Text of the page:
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Brazilian saxophonist/flautist Carlos Malta demonstrates, on these two fine CDs, his proficiency of the entire saxophone and flute families, both in classical and Brazilian jazz contexts.
Pimenta , intended as a tribute to singer Elis Regina, covers the works of some of Brazil's premiere composers: Antonio Carlos Jobim, Milton Nascimento, Edu Lobo, Joao Bosco, Gilberto Gil. Although these classic tunes have been heard many times before, Malta digs deep into each song and offers the most spirited, challenging improvizations I've heard yet. Clearly, Malta has fused the language of American jazz improvization with the rhythms and harmonies of Brazilian music to create a result that's rich and true to both heritages. Malta's flute adventures on Jobim's "Aquas de Marco" (Waters of March) and Lobo's "Upa Neguinho" are breathtaking; ideas flow forth continuously as Malta bends pitches and harmonizes with himself by singing through the flute. Some of the most interesting interpretations come from his bass flute, on Nascimento's "Nada Sera Como Antes" (Nothing Will Be as It Was) and "Cais" (both accompanied by the 12-string guitar, bass and drums trio Triade) and Bosco's "Bala Com Bala," on which his voice/bass flute solo recalls Bosco's unique scat-singing and guitar style. On soprano sax, he scampers all over Jobim's "Chovendo na Roseira" (Children's Games). Malta doesn't neglect the softer side; gently swaying rhythms support his waxing soprano on Bosco's "O Bebado e a Equilibrista" and on the solo piece "Fascinacao," where his soprano is backed only by multitracked flute chord punctuations. To close, Malta freshens up the almost over-exposed "Girl From Ipanema" with inventive soprano lines. (500 Anos De Som 500-002)
Just as numerous American jazz musicians take occasional forays into classical music (Wynton Marsalis, Chick Corea, Hubert Laws and Bob James come to mind), Malta has also released a classical disc, Pixinguinha Alma e Corpo , consisting entirely of the works of Brazilian composer Pixinguinha, arranged by Malta for sax or flute and string quartet for the Pixinguinha centennial. The program is delightful. Malta's technical command of his instruments, as well as that of the string quartet, is near perfect. The arrangements are intricate, yet breezy. This disc is perfect for a nice dinner party, or lounging around the house on a Sunday morning. However, since this review is being written for a web site that is devoted to jazz, be advised that there is really no jazz on this disc at all. But if you enjoy an occasional diversion into classical ensemble music, I can certainly recommend this one. (500 Anos De Som 500-001)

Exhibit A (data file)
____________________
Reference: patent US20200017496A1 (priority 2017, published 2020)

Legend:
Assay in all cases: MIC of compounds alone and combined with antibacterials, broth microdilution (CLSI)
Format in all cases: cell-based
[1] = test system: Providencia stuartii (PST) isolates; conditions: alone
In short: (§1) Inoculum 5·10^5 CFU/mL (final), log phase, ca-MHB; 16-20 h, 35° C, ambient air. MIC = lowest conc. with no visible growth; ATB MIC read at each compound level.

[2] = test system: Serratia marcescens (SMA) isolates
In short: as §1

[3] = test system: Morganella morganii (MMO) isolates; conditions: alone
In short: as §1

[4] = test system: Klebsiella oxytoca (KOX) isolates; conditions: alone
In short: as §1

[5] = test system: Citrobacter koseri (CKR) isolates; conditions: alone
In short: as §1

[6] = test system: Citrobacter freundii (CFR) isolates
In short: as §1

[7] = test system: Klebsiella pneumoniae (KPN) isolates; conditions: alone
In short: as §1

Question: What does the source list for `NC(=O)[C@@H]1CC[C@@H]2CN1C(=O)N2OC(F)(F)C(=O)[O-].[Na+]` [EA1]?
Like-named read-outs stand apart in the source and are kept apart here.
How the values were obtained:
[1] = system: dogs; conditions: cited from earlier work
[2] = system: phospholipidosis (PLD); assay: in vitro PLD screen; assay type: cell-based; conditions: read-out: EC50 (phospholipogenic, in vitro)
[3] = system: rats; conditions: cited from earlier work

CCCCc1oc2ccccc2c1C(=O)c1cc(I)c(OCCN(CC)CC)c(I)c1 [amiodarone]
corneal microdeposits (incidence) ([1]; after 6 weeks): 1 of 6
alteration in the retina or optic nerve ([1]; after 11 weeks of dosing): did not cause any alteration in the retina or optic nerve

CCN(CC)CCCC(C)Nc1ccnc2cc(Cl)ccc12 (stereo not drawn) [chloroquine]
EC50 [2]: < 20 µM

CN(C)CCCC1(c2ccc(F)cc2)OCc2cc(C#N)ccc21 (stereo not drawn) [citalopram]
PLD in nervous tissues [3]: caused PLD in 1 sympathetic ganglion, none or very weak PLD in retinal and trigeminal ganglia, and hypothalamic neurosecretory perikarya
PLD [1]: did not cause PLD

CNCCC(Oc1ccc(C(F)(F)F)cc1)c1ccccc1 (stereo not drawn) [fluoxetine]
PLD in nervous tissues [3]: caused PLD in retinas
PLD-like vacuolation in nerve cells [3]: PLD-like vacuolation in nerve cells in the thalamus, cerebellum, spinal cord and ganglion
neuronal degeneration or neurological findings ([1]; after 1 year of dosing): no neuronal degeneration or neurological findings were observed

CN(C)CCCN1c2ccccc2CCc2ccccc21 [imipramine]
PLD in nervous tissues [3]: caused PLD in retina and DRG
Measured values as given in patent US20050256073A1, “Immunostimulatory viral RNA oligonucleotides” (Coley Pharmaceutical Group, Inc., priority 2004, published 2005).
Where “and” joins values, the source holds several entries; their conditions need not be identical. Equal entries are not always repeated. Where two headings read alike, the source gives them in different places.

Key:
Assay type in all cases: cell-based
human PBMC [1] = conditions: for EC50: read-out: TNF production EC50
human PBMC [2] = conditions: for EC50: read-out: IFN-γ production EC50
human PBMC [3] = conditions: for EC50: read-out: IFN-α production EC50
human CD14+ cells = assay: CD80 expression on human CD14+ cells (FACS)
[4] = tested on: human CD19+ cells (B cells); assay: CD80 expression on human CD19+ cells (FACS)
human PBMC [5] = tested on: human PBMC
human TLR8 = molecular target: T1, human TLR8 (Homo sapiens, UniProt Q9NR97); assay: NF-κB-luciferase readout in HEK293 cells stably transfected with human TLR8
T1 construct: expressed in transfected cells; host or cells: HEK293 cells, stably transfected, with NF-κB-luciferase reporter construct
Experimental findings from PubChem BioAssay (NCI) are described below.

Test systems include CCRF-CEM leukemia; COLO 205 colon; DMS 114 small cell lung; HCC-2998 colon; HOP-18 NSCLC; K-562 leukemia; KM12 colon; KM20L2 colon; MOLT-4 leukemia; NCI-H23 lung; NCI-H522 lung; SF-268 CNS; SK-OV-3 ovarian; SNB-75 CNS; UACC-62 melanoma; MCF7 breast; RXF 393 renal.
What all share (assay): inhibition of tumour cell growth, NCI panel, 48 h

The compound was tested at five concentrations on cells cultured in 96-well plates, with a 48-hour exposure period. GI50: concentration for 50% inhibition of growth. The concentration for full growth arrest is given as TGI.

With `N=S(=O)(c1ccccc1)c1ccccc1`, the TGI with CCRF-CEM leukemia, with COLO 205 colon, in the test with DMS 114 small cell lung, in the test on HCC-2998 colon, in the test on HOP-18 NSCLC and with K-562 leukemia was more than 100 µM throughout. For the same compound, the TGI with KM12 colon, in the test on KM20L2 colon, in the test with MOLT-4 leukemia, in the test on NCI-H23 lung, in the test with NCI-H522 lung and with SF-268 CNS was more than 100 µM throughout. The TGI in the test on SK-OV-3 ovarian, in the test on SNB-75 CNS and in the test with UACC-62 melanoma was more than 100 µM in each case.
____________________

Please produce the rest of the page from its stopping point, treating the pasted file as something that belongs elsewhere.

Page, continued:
Track Listing: OnPimenta: Nada Sera Como Antes; Aguas de Marco; Upa Neguinho; Cais; Bala Com Bala; Chovendo Na Roseira; Ladeira Da Preguica; O Bedado e a Equilibrista; Fascinacao; Garota de Ipanema. OnPixinguinha Alma e Corpo: Naquele Tempo; Dininha; Lamentos; Oscarina; Proezas de Solon; Rosa; A Vida e Um Buraco; I X O; Segura Ele; Carinhoso.
Personnel: OnPimenta: Carlos Malta - soprano sax, baritone sax, flute, bass flute; Itamar Assiere, Osmar Milito, Cliff Karman - piano; Jurim Moreira, Luis Sabral, Kesso Fernandes - drums; Augusto Matoso - bass; Dalmo C. Mota, Gabriel Improta - guitar. OnPixinguinha Alma e Corpo: Carlos Malta - Flute, soprano sax, alto sax, tenor sax; Ricardo Amado, Mariana Salles - violin; Jayro Diniz - viola; Hugo Pilger - cello.
I love jazz because anything is possible; it has few rules and the best jazz breaks those ones. I prefer free improv because it doesn't really have any rules at all.
I was first exposed to jazz in my teens (in the late sixties).
The first jazz record I bought was Filles de Kilimanjaro by Miles Davis, shortly followed by Extrapolation by John McLaughlin.
My advice to new listeners is to listen as widely as possible and not to make snap judgments--stick with it.